He noted that Hopewell Health Centers is also heading up both the chemical dependency program in the Washington County Jail through levy funding, and Hopewell is also contracted to work with the Washington County Sheriff’s Office as part of an upcoming rapid response team to pursue individuals at-risk of overdose and who have overdosed to be connected with services and treatment options.
“That’s encouraging,” said Kristen McCloud, executive director of the Pathways of Central Ohio. The state-certified center not only answers 211 calls and texts for Washington County but also answers calls to the National Suicide Prevention Lifeline.
“In Licking and Knox counties we have opiate response teams so that when someone overdoses they’re then asked if someone can come to see them and talk with them about treatment options,” McCloud said. “It’s had a good impact up here.”
Pathways of Central Ohio also serves Muskingum, Perry and Morgan counties.
McCloud said one resource those in Washington County don’t seem to know they has access to is the text version.
“If you text your zip code within Washington County to 898211 then you’ll be connected with our staff that way,” she mentioned. “We did this because we were concerned that someone with limited phone minutes could lose that time while waiting on hold.”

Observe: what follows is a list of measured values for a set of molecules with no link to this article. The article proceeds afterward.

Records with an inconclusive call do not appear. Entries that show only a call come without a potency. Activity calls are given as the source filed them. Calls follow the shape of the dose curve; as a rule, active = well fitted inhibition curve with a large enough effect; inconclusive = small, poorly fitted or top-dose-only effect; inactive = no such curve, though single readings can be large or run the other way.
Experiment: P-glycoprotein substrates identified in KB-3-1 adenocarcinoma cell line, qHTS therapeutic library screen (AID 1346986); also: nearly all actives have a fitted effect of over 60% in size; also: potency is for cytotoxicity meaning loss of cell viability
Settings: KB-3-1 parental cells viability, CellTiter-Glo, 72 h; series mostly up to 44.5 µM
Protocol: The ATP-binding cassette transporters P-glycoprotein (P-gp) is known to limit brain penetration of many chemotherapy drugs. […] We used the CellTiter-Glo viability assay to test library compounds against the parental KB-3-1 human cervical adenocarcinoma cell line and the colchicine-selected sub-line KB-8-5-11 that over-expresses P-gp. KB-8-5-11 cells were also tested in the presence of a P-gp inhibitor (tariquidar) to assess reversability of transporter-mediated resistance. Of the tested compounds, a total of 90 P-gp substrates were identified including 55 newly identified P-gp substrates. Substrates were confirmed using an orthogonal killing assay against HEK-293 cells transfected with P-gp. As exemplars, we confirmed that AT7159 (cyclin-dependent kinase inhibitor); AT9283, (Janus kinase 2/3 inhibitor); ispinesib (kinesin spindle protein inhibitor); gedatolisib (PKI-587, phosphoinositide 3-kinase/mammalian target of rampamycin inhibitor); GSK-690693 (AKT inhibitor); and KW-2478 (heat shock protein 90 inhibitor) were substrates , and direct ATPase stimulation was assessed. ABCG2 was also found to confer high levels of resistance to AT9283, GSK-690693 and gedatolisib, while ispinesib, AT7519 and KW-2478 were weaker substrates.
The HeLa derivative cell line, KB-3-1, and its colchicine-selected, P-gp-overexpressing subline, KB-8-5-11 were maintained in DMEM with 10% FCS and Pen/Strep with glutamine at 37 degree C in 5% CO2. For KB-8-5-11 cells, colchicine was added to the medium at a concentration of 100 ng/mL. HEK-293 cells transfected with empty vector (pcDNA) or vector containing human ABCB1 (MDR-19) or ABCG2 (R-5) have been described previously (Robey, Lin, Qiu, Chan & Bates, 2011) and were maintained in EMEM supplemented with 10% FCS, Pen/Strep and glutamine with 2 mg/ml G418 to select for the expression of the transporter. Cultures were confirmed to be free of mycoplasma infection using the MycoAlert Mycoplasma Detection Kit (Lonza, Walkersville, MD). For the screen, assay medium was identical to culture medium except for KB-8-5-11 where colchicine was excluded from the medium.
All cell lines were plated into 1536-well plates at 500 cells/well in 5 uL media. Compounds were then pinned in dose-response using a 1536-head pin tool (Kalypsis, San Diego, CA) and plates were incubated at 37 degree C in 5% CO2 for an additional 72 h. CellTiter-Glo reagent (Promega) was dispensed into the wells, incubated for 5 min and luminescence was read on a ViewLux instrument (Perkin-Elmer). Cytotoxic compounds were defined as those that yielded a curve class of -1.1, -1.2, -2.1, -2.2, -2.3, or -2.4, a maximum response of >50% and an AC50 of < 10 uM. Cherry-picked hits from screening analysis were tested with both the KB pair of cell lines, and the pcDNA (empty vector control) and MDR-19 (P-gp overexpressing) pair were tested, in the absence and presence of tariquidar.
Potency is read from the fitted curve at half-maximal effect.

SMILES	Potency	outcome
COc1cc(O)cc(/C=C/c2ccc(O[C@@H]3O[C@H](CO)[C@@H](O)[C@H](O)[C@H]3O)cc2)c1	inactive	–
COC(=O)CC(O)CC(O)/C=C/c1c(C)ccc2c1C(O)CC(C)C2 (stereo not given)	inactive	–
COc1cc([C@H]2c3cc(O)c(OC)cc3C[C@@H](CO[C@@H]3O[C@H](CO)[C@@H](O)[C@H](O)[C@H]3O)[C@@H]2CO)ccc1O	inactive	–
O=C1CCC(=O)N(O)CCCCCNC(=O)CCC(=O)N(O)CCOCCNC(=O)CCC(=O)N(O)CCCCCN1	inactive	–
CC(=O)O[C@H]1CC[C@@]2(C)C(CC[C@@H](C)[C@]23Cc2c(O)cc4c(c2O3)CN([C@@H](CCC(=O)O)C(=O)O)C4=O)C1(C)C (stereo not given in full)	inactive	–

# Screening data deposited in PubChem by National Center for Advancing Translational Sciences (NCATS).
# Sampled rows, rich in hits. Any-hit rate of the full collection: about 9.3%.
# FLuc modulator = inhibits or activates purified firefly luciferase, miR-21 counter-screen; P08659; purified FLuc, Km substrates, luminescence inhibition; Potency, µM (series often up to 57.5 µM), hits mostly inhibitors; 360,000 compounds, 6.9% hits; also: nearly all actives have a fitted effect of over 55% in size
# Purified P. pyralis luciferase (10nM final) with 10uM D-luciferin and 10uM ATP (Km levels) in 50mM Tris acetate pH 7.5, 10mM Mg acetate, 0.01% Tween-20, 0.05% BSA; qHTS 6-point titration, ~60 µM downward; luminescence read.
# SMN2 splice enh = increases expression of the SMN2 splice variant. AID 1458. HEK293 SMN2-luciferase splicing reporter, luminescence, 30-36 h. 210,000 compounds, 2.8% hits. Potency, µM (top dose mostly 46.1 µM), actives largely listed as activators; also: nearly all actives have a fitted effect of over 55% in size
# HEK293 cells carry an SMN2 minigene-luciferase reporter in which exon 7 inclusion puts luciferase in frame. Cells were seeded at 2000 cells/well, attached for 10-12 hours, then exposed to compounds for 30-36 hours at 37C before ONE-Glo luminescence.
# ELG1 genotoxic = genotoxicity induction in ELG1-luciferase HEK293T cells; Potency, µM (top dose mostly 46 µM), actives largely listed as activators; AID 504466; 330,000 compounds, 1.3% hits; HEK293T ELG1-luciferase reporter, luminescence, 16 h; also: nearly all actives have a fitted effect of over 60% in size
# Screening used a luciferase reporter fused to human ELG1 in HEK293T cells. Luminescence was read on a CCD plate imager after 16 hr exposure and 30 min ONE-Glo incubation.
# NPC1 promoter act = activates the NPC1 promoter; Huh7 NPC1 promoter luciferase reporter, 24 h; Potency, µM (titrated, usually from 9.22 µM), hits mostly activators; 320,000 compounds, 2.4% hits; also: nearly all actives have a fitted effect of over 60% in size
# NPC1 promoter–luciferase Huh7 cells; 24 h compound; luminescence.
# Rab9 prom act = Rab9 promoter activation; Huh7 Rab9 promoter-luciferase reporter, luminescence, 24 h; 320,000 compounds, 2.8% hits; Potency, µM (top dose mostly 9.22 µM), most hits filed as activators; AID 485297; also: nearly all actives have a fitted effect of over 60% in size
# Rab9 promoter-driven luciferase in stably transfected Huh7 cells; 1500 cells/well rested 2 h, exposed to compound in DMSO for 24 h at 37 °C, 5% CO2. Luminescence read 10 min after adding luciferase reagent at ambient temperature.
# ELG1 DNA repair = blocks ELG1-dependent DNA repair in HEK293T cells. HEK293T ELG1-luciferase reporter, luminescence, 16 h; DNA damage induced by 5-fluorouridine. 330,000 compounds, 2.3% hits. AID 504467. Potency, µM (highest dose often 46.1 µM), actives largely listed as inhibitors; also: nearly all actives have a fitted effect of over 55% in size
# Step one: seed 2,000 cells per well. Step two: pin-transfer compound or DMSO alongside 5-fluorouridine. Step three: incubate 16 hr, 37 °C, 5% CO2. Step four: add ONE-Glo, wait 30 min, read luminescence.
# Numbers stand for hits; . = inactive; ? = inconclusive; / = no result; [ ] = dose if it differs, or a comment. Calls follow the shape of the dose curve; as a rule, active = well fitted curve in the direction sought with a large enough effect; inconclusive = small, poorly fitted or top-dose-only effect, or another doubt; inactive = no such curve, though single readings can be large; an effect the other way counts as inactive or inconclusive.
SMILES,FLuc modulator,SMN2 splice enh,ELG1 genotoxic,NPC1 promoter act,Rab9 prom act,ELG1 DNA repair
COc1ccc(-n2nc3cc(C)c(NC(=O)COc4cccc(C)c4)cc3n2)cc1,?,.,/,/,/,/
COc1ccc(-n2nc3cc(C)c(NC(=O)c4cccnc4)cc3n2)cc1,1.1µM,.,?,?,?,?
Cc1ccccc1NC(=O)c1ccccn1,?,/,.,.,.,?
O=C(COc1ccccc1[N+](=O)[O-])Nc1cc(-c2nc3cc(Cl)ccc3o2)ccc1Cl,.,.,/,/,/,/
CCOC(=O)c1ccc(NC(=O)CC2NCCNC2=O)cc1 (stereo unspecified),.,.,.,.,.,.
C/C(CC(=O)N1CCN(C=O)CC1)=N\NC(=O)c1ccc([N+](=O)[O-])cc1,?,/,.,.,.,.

McCloud said the call center always has two certified staff members on shift at all times to answer the hotlines and provide resources, including those for parents and families of addicts looking for aid.
Specifically for addiction services and help, that texting number, 898211, can also direct an individual to opioid addiction-specific services by texting the word “opioid.”
She said the bulk of calls asking for aid come from Washington County after 4 p.m. and encouraged both service providers and those looking for additional resources to also visit navigateresources.net/chic and enter a Washington County zip code for listings of local services based on need.
“And if you’re a service provider that’s an easy way to check and make sure our information on you is accurate, update it or request to be listed,” McCloud explained.
What’s been funded or pledged:
• Contracting with Life and Purpose Services for trauma training in all six school districts: $126, 280.
• Grant to the Suicide Awareness Alliance and local outreach to suicide survivors projects in Washington County: $5,000.
• Grant to EVE, Inc. to ensure continued operation of the EVE safe exchange visitation center which has seen an increase in use due to increased drug use in our county: $10,000.
• Grant to Washington County Health Department for behavior training initiative in county schools called PAX: $35,000 ($400 per teacher).
• Funding the 211 Information and referral line for another calendar year: $3,000.
• Contracting with Hopewell Health Centers to provide family systems therapy, covering issues related to communication, structure and roles. This does not require an identified client or diagnosis: $50,000.